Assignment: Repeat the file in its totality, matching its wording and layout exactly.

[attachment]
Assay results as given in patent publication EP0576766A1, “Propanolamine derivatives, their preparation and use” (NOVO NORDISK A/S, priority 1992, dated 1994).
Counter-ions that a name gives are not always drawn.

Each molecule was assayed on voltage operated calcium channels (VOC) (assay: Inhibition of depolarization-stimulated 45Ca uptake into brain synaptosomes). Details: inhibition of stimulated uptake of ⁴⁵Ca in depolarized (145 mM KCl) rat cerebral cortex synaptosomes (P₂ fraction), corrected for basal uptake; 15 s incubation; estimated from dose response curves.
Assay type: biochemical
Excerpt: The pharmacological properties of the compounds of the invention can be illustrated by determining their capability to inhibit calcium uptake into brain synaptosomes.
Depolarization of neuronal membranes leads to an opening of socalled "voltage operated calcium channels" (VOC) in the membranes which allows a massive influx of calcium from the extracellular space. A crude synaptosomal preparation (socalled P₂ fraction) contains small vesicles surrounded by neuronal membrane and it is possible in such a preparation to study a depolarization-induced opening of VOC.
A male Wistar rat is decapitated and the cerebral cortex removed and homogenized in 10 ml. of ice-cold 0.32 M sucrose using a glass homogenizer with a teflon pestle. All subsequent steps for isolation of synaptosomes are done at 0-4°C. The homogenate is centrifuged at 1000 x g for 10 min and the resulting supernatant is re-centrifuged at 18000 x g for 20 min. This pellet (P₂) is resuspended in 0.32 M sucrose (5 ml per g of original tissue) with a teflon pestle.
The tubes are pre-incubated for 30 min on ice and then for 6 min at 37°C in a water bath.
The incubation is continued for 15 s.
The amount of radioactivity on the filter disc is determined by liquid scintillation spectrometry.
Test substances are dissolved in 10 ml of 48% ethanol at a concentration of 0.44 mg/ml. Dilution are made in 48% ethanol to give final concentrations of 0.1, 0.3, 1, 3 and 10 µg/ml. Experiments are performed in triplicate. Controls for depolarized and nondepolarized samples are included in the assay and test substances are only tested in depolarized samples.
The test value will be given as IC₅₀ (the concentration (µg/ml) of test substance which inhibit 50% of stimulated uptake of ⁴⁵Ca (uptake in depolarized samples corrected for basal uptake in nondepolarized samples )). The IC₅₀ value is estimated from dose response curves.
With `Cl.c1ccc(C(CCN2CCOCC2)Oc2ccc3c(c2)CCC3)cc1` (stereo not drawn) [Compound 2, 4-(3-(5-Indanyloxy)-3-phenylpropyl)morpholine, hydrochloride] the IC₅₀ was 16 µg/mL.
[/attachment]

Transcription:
Assay results as given in patent publication EP0576766A1, “Propanolamine derivatives, their preparation and use” (NOVO NORDISK A/S, priority 1992, dated 1994).
Counter-ions that a name gives are not always drawn.

Each molecule was assayed on voltage operated calcium channels (VOC) (assay: Inhibition of depolarization-stimulated 45Ca uptake into brain synaptosomes). Details: inhibition of stimulated uptake of ⁴⁵Ca in depolarized (145 mM KCl) rat cerebral cortex synaptosomes (P₂ fraction), corrected for basal uptake; 15 s incubation; estimated from dose response curves.
Assay type: biochemical
Excerpt: The pharmacological properties of the compounds of the invention can be illustrated by determining their capability to inhibit calcium uptake into brain synaptosomes.
Depolarization of neuronal membranes leads to an opening of socalled "voltage operated calcium channels" (VOC) in the membranes which allows a massive influx of calcium from the extracellular space. A crude synaptosomal preparation (socalled P₂ fraction) contains small vesicles surrounded by neuronal membrane and it is possible in such a preparation to study a depolarization-induced opening of VOC.
A male Wistar rat is decapitated and the cerebral cortex removed and homogenized in 10 ml. of ice-cold 0.32 M sucrose using a glass homogenizer with a teflon pestle. All subsequent steps for isolation of synaptosomes are done at 0-4°C. The homogenate is centrifuged at 1000 x g for 10 min and the resulting supernatant is re-centrifuged at 18000 x g for 20 min. This pellet (P₂) is resuspended in 0.32 M sucrose (5 ml per g of original tissue) with a teflon pestle.
The tubes are pre-incubated for 30 min on ice and then for 6 min at 37°C in a water bath.
The incubation is continued for 15 s.
The amount of radioactivity on the filter disc is determined by liquid scintillation spectrometry.
Test substances are dissolved in 10 ml of 48% ethanol at a concentration of 0.44 mg/ml. Dilution are made in 48% ethanol to give final concentrations of 0.1, 0.3, 1, 3 and 10 µg/ml. Experiments are performed in triplicate. Controls for depolarized and nondepolarized samples are included in the assay and test substances are only tested in depolarized samples.
The test value will be given as IC₅₀ (the concentration (µg/ml) of test substance which inhibit 50% of stimulated uptake of ⁴⁵Ca (uptake in depolarized samples corrected for basal uptake in nondepolarized samples )). The IC₅₀ value is estimated from dose response curves.
With `Cl.c1ccc(C(CCN2CCOCC2)Oc2ccc3c(c2)CCC3)cc1` (stereo not drawn) [Compound 2, 4-(3-(5-Indanyloxy)-3-phenylpropyl)morpholine, hydrochloride] the IC₅₀ was 16 µg/mL.